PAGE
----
I was judging ‘Writing for Design’ at D&AD earlier in the week (more of that later when the results are made public). As part of the entertainment laid on the night before, us judgy-types were invited along to the Museum of Brands, Packaging and Advertising in Notting Hill. If you’re in the environs with a half hour to spare, and you’re in the mood for a whiff of nostalgia, it’s certainly worth a quick browse.

Tucked away in a corner mews, MoBPaA is home to a regiment of glass cabinets housing countless pieces of old packaging carefully arranged in date order. Being of a certain age, the 1970s and 1980s stuff had most resonance. I found it refreshingly direct, without the trills and swirls of the older stuff, or the show-off 3D rendering and glitzy metallic foils of today’s computer-fuelled graphics. The no-nonsense bright orange 70s Crunchie packaging with its punchy sans type was a particular favourite.

What was really curious, however, was seeing these everyday, disposable objects treated with such awe and reverence. We can’t deny that the Curly Wurly wrapper or Branston Pickle jar represents a small part of our heritage, but it’s only a small step away from regarding supermarkets as contemporary art galleries. That Andy Warhol was on to something.

Yesterday in the Swedenborg Hall, Holborn, a thorny debate raged long into the night. It was the latest 26 event ‘Words and Design – The Best of Enemies’, and around 80 people showed up to hear design luminaries Malcolm Garrett, Jonathan Barnbrook and Simon Esterson discuss how the visual and the verbal joust and jostle, and how they might become better friends in the future. The questions were ably put by Patrick Burgoyne, editor of Creative Review, and there was healthy contribution from the floor.

I’d organised the do, and roped my old mates into doing it. Considering the event was rather ‘organic’, and no-one quite knew what to expect, the conversation was remarkably free flowing, touching on everything from building closer relationships, to the old advertising model, to standards in education. Catching up informally at the Old Crown afterwards was a real pleasure too. Many thanks to everyone involved.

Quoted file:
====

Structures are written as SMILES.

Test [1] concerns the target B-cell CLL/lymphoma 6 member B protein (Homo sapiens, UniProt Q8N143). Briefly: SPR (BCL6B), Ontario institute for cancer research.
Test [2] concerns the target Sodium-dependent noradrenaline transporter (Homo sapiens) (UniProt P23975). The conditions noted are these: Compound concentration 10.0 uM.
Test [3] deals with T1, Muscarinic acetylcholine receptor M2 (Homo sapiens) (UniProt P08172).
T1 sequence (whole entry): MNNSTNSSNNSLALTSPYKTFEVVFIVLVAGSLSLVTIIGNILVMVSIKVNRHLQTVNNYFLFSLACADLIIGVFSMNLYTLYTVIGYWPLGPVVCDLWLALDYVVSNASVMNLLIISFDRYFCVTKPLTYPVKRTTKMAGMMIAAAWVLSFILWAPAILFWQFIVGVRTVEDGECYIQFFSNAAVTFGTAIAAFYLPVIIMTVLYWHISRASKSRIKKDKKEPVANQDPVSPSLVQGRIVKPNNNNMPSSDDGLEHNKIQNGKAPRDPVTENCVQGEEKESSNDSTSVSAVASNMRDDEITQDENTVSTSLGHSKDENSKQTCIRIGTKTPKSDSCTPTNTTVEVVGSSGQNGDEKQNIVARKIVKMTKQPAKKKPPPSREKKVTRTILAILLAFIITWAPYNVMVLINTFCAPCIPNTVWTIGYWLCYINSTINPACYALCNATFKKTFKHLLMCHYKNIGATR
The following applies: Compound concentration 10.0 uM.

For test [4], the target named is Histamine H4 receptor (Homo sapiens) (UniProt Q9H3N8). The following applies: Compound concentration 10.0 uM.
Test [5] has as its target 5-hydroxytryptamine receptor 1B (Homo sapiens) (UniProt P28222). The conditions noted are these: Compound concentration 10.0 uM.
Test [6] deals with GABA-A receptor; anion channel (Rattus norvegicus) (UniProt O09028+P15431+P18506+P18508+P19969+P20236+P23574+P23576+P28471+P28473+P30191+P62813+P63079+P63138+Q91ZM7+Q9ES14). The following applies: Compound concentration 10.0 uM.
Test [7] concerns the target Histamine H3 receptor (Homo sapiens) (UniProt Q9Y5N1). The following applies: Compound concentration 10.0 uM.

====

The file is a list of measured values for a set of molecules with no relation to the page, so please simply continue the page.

Big thumbs up (or should that be tick?) for big Mark Farrow’s latest collaboration with the Pet Shop Boys. Mark has been designing PSB’s sleeves for over 20 years to a consistently wonderful standard. His great talent is that he always knows when to stop. The irresistible cover artwork for ‘Yes’ reflects the pop sensibility of the new CD, and was influenced by the Gerhard Richter 4900 exhibition at the Serpentine Gallery, which featured panels of brightly coloured squares. The central tick image is made up of eleven differently coloured squares, one for each track on the album.

Now the burning question is, would this have been better without the title and artist top left, or would that just have been gratuitous?

John Simmons, fellow board director and founder of 26, has a new book out. It’s called ‘Twenty-six Ways of Looking at a BlackBerry: How to Let Writing Release the Creativity of Your Brand’, and explores different approaches to business writing.

Basically, John has taken a piece of generic corporate writing – the ‘base text’, and rewritten it in 26 different ways, each following a particular constraint. For example, as a fairy story; without using the letter ‘e’; written in the style of Dickens; as a letter to a friend; as a six word story; as a sonnet. It’s surprising just how revealing this exercise can be.

There’s also an engaging themed web site to promote the book, where John has asked 26 of the UK’s leading commercial writers to write in the tone of voice of a fruit. I chose banana, for its obvious comic potential, and created a laid back, West Indian tone of voice. You can see my efforts, and check out the other fruity offerings here.

marking a milestone.

Thursday was Podge, the annual lunch for movers and shakers of the design industry, organised by Phil Jones, the man with the fattest address book in London. But this was no ordinary Podge… the whole shebang had been put together to celebrate Lynda Relph-Knight’s 20 years at the helm of Design Week. Deep in the bowels of the Arts Club in Piccadilly, I was delighted to find myself on the top table, next to Sir John Sorrell and opposite one of my big heroes, Sir Peter Blake. And fittingly enough, the place had been decked out as a homage to Sgt Pepper, inspired by the line ‘It was twenty years ago today’.

As usual, Podge was a chance to catch up with friends old and new, to do a welcome spot of networking, and enjoy a couple of drinks in top company. For me the moment of the day was talking to Nick Bell, now visiting professor of graphic design at Royal College of Art, who reminded me of a comment I’d made in an article about him many years ago. “You said my sock drawer was probably immaculate… and the thing is, you were right.”

As a Design Week columnist, I’d been asked to write a small tribute to Lynda, which was printed on the Podge menu. Here’s what it said…

“Feisty, friendly, formidable… but enough about me. Over the past 20 years, Lynda has become part of our lives, supporting us (always), cajoling us (where necessary), telling it like it is. She’s never less than honest in her opinions, and has our best interests at heart, collectively and individually. What’s more, she’s a great friend and drinking companion. We’re all lucky to have Lynda around.”